IAFILE=if.txt
SAFILE=sf.txt
PAFILE = pf.txt
SIFILE= simulated.txt
2. Construct a Winsteps control file including the generating values in IAFILE=, PAFILE=, SAFILE=
3. Make a rectangular dataset with a row of valid responses (can be the same one) as wide as the number of items
and with a column of valid responses (can be the same one) as long as the number of persons.
For instance, number of persons = 2000, number of items =100, then an artificial dichotomous Winsteps control file and dataset can be:
ITEM1=1
NAME1=101
NI=100
CODES=01
EDFILE=*
12000 1100 1
*
IAFILE=*
1 2.3
2 1.5
.....
*
PAFILE=*
1 3.1
2 2.8
.....
*
SAFILE=*
0 0
1 0
*
&END
END LABELS
and nothing else.
4. Run Winsteps. Ignore the results of this analysis. Choose SIFILE= option from the output files menu. Click on "complete data" to simulate the entire data matrix.
Example 5. Bootstrap estimation of the confidence interval for a reliability.
Bootstrapping is based on generating new datasets using "sampling with replacement" from the current dataset. The new datasets can be generated in Winsteps using:
Simulate: use the data
Resample persons: yes, with same number of rows as the original data.
Compute the reliability of each new dataset. See "Performing multiple simulations in Batch mode".
After transformation with Fisher's z, the distribution of the linearized reliabilities (mean and S.D.) are the linearized expected value and linearized S.E. of the observed linearized reliability for the original data set. Transform the linearized (meanS.D.), mean, and (mean+S.D.) back to the original reliability metric by reversing the Fisher 's z transformation.
Example 6. Multiple simulations in Batch mode. See BATCH=
These can construct bootstrap confidence intervals for DIF estimates, etc.
Set up 100 simulations in a batch file, and extract the relevant numbers from the 100 output DIF tables.
PowerGREP is great software for extracting values from files. For instance:
To pick out lines 1035 in the output files (after line 9, for 26 lines):
Action type: Search
File sectioning: Search and collect sections
Section search: \A([^\r\n]*+\r\n){9}(([^\r\n]*+\r\n){0,26})
Section collect: \2
Search: the search string: .* for everything
1. Use NotePad to create a text file called "Simulate.bat"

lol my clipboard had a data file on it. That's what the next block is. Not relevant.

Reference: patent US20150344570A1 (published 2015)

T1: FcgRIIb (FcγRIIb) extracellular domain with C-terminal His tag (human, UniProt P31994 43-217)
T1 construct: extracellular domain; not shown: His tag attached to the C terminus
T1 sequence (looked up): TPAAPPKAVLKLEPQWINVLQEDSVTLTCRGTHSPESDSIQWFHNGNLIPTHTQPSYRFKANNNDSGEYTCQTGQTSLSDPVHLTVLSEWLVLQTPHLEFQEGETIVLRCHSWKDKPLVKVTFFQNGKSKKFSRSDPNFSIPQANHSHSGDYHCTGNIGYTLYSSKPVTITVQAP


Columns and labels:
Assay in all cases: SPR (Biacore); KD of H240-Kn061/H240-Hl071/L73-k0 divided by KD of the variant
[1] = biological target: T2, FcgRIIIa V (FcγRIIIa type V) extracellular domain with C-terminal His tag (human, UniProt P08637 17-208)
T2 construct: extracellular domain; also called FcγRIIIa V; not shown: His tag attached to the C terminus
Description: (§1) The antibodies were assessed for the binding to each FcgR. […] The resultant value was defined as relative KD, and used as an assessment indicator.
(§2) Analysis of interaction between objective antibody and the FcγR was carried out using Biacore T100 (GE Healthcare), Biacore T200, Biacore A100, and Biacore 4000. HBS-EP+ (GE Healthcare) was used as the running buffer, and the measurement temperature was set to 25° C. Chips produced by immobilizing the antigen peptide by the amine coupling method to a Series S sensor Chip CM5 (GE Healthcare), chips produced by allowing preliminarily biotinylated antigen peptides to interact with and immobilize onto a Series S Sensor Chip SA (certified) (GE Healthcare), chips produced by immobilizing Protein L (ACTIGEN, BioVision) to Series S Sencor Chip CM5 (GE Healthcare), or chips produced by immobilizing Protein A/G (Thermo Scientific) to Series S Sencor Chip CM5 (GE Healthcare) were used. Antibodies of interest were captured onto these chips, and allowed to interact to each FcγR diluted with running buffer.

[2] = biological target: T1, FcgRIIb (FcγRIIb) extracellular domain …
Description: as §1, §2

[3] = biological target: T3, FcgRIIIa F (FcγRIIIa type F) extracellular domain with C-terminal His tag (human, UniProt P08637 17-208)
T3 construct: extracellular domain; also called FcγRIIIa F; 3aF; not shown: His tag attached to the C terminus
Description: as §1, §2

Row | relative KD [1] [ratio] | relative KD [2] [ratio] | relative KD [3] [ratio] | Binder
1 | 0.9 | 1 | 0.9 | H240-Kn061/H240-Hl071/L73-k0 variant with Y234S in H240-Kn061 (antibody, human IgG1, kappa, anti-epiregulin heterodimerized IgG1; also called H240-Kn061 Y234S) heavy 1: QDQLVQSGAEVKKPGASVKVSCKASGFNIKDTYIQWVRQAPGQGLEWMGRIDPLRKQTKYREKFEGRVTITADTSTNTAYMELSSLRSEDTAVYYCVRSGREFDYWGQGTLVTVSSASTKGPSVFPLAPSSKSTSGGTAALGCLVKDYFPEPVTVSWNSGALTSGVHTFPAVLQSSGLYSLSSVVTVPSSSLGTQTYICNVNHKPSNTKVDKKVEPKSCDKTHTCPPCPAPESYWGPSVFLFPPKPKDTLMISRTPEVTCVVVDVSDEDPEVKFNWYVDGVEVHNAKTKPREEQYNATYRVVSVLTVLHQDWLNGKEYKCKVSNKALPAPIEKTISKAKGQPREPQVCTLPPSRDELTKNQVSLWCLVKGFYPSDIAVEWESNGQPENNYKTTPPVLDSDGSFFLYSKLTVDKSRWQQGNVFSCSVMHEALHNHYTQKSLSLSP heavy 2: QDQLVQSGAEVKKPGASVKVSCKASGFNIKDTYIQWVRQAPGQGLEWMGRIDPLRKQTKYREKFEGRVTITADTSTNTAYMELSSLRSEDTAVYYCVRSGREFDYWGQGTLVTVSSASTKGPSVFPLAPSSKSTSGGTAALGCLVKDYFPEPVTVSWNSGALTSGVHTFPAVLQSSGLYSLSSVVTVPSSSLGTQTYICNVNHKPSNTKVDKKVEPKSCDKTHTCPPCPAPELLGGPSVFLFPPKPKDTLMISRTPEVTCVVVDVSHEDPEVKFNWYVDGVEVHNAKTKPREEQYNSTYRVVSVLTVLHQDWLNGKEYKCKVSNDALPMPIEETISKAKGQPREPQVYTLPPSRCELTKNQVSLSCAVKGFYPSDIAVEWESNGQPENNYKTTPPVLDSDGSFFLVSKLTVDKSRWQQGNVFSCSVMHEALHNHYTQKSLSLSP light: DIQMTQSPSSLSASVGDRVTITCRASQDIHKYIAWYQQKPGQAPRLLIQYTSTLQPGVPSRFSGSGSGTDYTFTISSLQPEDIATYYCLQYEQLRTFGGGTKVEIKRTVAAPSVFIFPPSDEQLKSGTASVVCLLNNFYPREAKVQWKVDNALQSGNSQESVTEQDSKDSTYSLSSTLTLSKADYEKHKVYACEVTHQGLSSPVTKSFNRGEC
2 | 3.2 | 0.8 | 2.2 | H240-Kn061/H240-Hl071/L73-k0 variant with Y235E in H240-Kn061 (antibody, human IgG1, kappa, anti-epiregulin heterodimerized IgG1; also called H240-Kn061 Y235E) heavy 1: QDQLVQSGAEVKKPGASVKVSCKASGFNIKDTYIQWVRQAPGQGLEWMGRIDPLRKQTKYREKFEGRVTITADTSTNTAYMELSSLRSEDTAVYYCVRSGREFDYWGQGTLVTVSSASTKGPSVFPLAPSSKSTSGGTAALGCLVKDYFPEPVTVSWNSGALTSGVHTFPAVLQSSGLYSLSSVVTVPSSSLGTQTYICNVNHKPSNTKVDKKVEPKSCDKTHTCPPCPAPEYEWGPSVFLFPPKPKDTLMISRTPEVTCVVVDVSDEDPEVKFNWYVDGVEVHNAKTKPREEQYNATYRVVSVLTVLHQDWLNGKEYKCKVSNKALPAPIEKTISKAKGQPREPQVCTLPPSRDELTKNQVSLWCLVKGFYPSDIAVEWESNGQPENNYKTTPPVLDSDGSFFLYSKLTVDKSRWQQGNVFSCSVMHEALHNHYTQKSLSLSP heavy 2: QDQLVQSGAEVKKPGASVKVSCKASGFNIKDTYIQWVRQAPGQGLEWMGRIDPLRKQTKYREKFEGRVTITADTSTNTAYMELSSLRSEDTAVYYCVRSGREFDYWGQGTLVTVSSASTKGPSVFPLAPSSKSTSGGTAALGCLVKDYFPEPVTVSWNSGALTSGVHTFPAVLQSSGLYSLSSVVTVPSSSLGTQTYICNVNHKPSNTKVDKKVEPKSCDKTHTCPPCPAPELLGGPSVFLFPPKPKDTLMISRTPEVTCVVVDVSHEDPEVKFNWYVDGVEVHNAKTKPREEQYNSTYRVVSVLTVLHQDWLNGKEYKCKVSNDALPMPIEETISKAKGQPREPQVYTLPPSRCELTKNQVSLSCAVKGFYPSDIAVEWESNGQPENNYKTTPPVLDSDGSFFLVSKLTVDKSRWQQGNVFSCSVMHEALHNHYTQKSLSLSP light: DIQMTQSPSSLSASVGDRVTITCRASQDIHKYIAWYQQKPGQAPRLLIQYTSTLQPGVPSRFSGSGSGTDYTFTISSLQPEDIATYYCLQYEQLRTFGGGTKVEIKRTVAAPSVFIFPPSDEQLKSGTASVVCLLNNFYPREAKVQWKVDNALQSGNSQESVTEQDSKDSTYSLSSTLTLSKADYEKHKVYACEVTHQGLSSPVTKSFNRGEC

2. In this file:
REM  produce the generating values: this example uses example0.txt:
START /WAIT c:\Winsteps\Winsteps BATCH=YES example0.txt example0.out.txt PFILE=pf.txt IFILE=if.txt SFILE=sf.txt
REM  initialize the loop counter
set /a test=1
:loop
REM  simulate a dataset  use anchor values to speed up processing (or use SINUMBER= to avoid this step)
START /WAIT c:\Winsteps\Winsteps BATCH=YES example0.txt example0%test%.out.txt PAFILE=pf.txt IAFILE=if.txt SAFILE=sf.txt SIFILE=SIFILE%test%.txt SISEED=0
REM  estimate from the simulated dataset
START /WAIT c:\Winsteps\Winsteps BATCH=YES example0.txt data=SIFILE%test%.txt SIFILE%test%.out.txt pfile=pf%test%.txt ifile=if%test%.txt sfile=sf%test%.txt
REM  do 100 times
set /a test=%test%+1
if not "%test%"=="101" goto loop
PAUSE
3. Save "Simulate.bat", then doubleclick on it to launch it.
4. The simulate files and their estimates are numbered 1 to 100.
5. The files of estimates can be combined and sorted using MSDOS commands, e.g.,
Copy if*.txt combinedif.txt
Sort /+(sort column) <combinedif.txt >sortedif.txt
6. Individual lines from the output files can be written to one file using MSDOS batch commands. For instance, using an MSDOS batch routine (.bat or .cmd), the same text line can be extracted from many text files and output into a new text file. The new text file can be be pasted into Excel. Save these MSDOS commands as extract.bat in the folder that has the files of statistics. Double click on extract.bat to execute it.
rem replace 2 with the number of lines to skip before the line you want
@echo off
setlocal EnableDelayedExpansion
if exist result.csv del result.csv
for %%f in (*.txt) do (
echo %%f
set i=a
for /F "skip=2 delims=" %%l in (%%f) do (
if "!i!" == "a" echo %%f, %%l >> result.csv
set i=b
)
)
notepad result.csv
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Coming Raschrelated Events  

Jan. 5  Feb. 2, 2018, Fri.Fri.  Online workshop: Practical Rasch Measurement  Core Topics (E. Smith, Winsteps), www.statistics.com 
Jan. 1016, 2018, Wed.Tues.  Inperson workshop: Advanced Course in Rasch Measurement Theory and the application of RUMM2030, Perth, Australia (D. Andrich), Announcement 
Jan. 1719, 2018, Wed.Fri.  Rasch Conference: Seventh International Conference on Probabilistic Models for Measurement, Matilda Bay Club, Perth, Australia, Website 
Jan. 2224, 2018, MonWed.  Inperson workshop: Rasch Measurement for Everybody en español (A. Tristan, Winsteps), San Luis Potosi, Mexico. www.ieia.com.mx 
April 1012, 2018, Tues.Thurs.  Rasch Conference: IOMW, New York, NY, www.iomw.org 
April 1317, 2018, Fri.Tues.  AERA, New York, NY, www.aera.net 
May 22  24, 2018, Tues.Thur.  EALTA 2018 preconference workshop (Introduction to Rasch measurement using WINSTEPS and FACETS, Thomas Eckes & Frank WeissMotz), https://ealta2018.testdaf.de 
May 25  June 22, 2018, Fri.Fri.  Online workshop: Practical Rasch Measurement  Core Topics (E. Smith, Winsteps), www.statistics.com 
June 27  29, 2018, Wed.Fri.  Measurement at the Crossroads: History, philosophy and sociology of measurement, Paris, France., https://measurement2018.sciencesconf.org 
June 29  July 27, 2018, Fri.Fri.  Online workshop: Practical Rasch Measurement  Further Topics (E. Smith, Winsteps), www.statistics.com 
July 25  July 27, 2018, Wed.Fri.  PacificRim Objective Measurement Symposium (PROMS), (Preconference workshops July 2324, 2018) Fudan University, Shanghai, China "Applying Rasch Measurement in Language Assessment and across the Human Sciences" www.promsociety.org 
Aug. 10  Sept. 7, 2018, Fri.Fri.  Online workshop: ManyFacet Rasch Measurement (E. Smith, Facets), www.statistics.com 
Sept. 3  6, 2018, Mon.Thurs.  IMEKO World Congress, Belfast, Northern Ireland www.imeko2018.org 
Oct. 12  Nov. 9, 2018, Fri.Fri.  Online workshop: Practical Rasch Measurement  Core Topics (E. Smith, Winsteps), www.statistics.com